Eight Questions to Ask Myself When Providing Critique to a Student

I was thinking a lot about perfectionism and critique today, and realized that it would be good to come up with the standards by which I can assure that my critique is well-founded and in the interests of the students I teach. Here are the questions I came up with to guide me:

1) Is the role I play (formally) in the student’s life one that requires attention to the area(s) in which I am providing critique?
2) Is my critique based on an assessment of the student’s potential and desire to move him/her to meet it?
3) Is the critique I am offering related to the work s/he is doing, or have I wandered “off the trail” to a peripheral area?
4) Have I given myself a chance to reflect on or process the work on which I am offering critique before writing it or saying it?
5) Would I make this critique of any student in a similar situation whose work or performance was also similar?
6) Am I assuring that I am not personalizing or identifying with the criticism? Am I able to help the student find his/her own way with the assigned work or goal?
7) Will the student’s work/performance suffer if I do not provide the feedback?
8) Would I be willing to have a colleague witness or see the feedback/criticism I am providing?

“Celebrating Bud” Festschrift book is available for purchase!


We are now able to offer the book Celebrating Bud: A Festschrift in Honor of the Life & Work of H.L. “Bud” Goodall, Jr. for sale! I edited the book, along with Bob Krizek and Nick Trujillo. The book cover was designed by Karen Stewart, and the formatting of the text was done by Megan Fisk.

Books are available for $35 each and include essays and works by over 30 contributors. Attached is a pdf order form that should be completed and returned with your form of payment. Orders from contributing authors & those with ASU delivery addresses will have no shipping costs, but there will be a $2 credit card service fee added to your order if you choose to pay by credit card. Payment instructions are on the form.
CLICK HERE FOR ORDER FORM You may also send a message via this blog to me and let me know you would like to get the book–provide contact information and I will get in touch with you.

Additionally, we have five copies of the book available for $20 to grad students. These are first-come, first-serve, and are pre-publication copies with some minor formatting ‘quirks.’ If you are a graduate student and wish to purchase one of these, please indicate this on your order form.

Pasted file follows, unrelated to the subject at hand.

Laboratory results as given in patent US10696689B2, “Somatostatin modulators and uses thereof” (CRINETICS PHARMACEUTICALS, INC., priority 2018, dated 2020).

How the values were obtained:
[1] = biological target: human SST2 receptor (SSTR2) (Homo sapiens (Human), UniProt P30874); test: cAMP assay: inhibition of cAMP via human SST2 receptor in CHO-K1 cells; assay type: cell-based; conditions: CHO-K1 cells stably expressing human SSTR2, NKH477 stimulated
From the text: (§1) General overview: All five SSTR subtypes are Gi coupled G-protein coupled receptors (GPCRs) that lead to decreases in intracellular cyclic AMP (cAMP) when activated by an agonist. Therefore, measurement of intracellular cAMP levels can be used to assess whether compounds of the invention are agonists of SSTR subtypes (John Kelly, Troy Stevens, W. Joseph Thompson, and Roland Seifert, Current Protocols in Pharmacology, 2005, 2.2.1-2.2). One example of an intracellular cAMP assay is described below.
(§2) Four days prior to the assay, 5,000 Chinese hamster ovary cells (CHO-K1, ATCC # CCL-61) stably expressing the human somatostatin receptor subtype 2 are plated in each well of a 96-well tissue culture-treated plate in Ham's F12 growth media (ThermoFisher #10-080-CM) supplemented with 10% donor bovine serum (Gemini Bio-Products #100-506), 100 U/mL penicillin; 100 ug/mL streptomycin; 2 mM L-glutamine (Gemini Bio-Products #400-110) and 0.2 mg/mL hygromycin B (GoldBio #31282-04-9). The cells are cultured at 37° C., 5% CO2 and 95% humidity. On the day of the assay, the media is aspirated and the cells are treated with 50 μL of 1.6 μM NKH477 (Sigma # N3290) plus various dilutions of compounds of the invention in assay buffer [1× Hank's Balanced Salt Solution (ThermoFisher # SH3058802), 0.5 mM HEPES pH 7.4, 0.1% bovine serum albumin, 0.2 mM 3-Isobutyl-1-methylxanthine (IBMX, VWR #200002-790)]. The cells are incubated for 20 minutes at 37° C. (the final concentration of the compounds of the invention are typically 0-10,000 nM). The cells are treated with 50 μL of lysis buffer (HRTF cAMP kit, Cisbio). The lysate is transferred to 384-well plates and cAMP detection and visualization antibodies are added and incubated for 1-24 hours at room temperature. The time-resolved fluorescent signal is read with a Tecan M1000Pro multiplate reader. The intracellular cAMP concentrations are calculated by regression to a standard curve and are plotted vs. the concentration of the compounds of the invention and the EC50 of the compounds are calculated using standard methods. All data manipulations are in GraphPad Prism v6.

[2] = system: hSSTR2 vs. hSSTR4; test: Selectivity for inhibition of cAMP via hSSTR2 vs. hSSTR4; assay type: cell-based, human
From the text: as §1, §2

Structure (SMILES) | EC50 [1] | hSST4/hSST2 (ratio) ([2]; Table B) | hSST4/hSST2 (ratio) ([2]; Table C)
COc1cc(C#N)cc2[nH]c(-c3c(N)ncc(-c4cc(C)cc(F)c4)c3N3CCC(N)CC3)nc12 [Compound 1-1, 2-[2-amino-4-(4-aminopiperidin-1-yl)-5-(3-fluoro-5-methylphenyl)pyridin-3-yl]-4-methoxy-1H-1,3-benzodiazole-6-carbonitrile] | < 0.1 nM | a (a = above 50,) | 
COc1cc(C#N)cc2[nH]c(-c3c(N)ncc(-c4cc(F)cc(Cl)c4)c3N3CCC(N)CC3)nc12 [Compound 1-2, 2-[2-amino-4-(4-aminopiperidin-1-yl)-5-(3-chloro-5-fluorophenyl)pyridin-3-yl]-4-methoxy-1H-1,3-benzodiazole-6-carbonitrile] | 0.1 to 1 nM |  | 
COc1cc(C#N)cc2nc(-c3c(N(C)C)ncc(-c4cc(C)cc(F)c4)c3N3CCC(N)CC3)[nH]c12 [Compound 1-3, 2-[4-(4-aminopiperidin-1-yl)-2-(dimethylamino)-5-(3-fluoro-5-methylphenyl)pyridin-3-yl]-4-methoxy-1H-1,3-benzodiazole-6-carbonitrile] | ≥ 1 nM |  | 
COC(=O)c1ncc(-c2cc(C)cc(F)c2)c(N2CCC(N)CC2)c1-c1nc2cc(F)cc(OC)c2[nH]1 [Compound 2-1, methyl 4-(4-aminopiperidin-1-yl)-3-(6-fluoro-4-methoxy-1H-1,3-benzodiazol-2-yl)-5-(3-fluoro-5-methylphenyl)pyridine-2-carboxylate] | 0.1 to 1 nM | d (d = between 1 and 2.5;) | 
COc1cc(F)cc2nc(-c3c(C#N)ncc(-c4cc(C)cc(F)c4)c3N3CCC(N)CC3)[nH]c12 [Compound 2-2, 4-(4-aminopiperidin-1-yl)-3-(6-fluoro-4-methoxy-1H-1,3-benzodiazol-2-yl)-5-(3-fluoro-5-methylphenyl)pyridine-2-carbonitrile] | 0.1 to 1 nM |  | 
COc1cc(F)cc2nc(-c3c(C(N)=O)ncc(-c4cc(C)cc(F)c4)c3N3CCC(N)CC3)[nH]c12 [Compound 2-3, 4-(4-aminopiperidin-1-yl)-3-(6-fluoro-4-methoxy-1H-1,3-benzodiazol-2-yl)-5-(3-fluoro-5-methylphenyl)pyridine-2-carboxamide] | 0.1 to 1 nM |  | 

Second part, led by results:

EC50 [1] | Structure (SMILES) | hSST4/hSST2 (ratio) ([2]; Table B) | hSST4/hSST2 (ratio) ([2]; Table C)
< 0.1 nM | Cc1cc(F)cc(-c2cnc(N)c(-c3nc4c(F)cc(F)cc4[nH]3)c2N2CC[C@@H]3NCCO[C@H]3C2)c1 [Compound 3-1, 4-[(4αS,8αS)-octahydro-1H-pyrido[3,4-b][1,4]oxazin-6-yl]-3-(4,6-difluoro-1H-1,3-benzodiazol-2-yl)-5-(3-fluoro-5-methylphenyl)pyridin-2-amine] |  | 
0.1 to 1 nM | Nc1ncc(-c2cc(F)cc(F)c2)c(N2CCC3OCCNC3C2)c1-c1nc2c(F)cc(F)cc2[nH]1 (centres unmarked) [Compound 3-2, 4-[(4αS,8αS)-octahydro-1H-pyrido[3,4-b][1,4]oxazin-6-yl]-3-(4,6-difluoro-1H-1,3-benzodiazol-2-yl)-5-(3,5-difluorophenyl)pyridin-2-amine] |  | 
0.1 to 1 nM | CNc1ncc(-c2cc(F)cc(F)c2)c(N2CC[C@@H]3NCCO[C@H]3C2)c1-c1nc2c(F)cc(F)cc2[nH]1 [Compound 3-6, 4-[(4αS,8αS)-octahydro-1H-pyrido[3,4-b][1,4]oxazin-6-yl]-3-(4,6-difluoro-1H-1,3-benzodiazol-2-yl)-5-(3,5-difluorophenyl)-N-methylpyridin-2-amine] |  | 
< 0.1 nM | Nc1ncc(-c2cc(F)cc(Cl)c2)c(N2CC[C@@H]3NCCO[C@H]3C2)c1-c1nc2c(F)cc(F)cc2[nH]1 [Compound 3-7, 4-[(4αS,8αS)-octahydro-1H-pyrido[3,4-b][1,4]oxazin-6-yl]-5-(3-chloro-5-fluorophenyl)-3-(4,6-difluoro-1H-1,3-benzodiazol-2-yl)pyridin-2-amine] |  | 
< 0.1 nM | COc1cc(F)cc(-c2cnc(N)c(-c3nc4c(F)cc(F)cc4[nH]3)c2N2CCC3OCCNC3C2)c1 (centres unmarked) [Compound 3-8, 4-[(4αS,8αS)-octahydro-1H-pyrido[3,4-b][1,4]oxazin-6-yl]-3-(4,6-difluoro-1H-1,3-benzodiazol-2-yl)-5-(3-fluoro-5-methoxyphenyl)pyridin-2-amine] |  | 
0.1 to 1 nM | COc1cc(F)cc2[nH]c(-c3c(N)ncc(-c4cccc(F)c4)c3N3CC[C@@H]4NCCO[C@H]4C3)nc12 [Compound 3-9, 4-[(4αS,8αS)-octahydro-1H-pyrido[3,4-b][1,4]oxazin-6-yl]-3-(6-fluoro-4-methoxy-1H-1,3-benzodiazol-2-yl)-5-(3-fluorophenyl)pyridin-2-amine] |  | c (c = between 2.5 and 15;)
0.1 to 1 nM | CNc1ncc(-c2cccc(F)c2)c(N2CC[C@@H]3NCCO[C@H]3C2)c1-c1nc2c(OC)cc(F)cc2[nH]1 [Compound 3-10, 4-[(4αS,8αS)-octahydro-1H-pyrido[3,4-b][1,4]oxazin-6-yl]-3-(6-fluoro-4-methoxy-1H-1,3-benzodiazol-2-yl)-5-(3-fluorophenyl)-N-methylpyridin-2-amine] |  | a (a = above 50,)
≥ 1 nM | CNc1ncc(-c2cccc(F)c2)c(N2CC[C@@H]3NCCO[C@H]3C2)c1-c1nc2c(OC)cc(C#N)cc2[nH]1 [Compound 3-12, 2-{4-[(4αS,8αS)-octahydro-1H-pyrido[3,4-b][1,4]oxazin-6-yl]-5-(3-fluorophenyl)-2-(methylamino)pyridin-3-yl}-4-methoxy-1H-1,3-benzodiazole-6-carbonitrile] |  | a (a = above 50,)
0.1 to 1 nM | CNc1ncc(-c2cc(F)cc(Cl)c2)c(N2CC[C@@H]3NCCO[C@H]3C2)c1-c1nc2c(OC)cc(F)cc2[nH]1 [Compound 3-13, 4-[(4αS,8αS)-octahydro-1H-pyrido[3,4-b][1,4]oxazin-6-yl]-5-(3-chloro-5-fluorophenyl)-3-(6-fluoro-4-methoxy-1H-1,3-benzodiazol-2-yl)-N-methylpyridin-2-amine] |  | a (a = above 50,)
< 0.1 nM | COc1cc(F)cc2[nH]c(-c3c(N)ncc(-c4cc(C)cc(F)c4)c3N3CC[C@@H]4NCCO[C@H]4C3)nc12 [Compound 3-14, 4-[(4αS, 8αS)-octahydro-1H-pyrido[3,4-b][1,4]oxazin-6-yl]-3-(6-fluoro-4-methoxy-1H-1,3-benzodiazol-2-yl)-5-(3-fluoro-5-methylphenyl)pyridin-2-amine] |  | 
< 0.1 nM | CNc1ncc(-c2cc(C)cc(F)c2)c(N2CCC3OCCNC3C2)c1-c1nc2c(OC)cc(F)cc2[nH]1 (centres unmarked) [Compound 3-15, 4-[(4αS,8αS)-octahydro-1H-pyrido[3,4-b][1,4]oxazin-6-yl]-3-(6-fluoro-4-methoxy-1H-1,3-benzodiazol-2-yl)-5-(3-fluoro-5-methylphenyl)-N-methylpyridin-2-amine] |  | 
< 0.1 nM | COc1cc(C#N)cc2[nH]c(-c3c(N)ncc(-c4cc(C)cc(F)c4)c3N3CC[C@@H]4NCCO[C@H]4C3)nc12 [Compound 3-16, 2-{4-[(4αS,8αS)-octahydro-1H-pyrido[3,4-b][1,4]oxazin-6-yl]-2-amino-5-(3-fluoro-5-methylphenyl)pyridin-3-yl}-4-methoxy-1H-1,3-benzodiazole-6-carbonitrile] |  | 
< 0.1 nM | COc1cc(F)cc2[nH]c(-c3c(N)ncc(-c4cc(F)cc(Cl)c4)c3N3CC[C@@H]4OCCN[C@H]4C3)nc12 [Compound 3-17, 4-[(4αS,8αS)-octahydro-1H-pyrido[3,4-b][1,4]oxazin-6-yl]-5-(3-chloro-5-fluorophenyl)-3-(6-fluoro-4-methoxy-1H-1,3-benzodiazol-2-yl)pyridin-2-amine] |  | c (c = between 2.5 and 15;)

The book is published by Innovative Inquiry, and all proceeds from sales will go towards the awarding of “The Bud: The H.L. Goodall, Jr. Annual Award for Narrative Ethnography.” This award will be made collaboratively through Innovative Inquiry and the Ethnography Division of the National Communication Association, and it will be announced each year at the International Congress for Qualitative Inquiry. 

Thank you, and we hope that you will enjoy reading the moving and entertaining essays and works included in this tribute to our dear colleague, Bud.


My Letter to Arizona Senators John McCain and Jon Kyl

At a time when the majority of our nation is struggling and suffering with the repercussions of this great recession, it is baffling that an attempt to weaken the voice of the people through the Public Broadcasting System and National Public Radio has actually gotten the support of our national legislature. It is difficult to fathom why we (and I consider my government my elected voice, and not the voice of the individuals who are elected–perhaps foolishly idealistic, but I retain faith and hope in the ideals we strive to reach)–it is difficult to fathom why we–would strike at the foundation of non-corporately owned and run major media. It should be evident through the events and circumstances that greatly helped to bring about this latest recession that although we strive to allow the public as much unregulated freedom to achieve its dreams and goals, that without ‘some’ regulation and intervention from non-invested government sources, corporate ‘voices’ are likely not to be in the best interest of the people. They are not elected; in fact, they elect themselves, and through economic success, they work their way into the public discourse by manipulating it. When those voices are in line with our best interest, we do not react with alarm, but in the event that the tides should shift (and they do, as you are well aware), it is vital that a voice not aligned solely to corporate ownership and interests be able to compete in the public media. Please do not support the law that the U.S. House just passed in H.R. 1, when it comes before you in the Senate. When a country is at war, and it intends to weaken an enemy, it is not uncommon to attempt to weaken the enemy’s cultural strongholds. When we attacked Iraq, their museums were looted, and we did relatively nothing to stop the harm to their cultural legacy. The public is not our enemy. The people’s access to the public media as a vehicle for their voice is a cultural legacy our government saw fit to ensure through PBS and NPR. Dismantling them is not an act of war, but its consequences are uncomfortably similar to one, and tragically, one that seems perilously close for it to be taken by those whom we have entrusted to protect our rights and create laws that ensure them. Please, I repeat, do not vote for this legislation. Sincerely, Sarah Amira De la Garza,Ph.D.

In Arizona, the day after…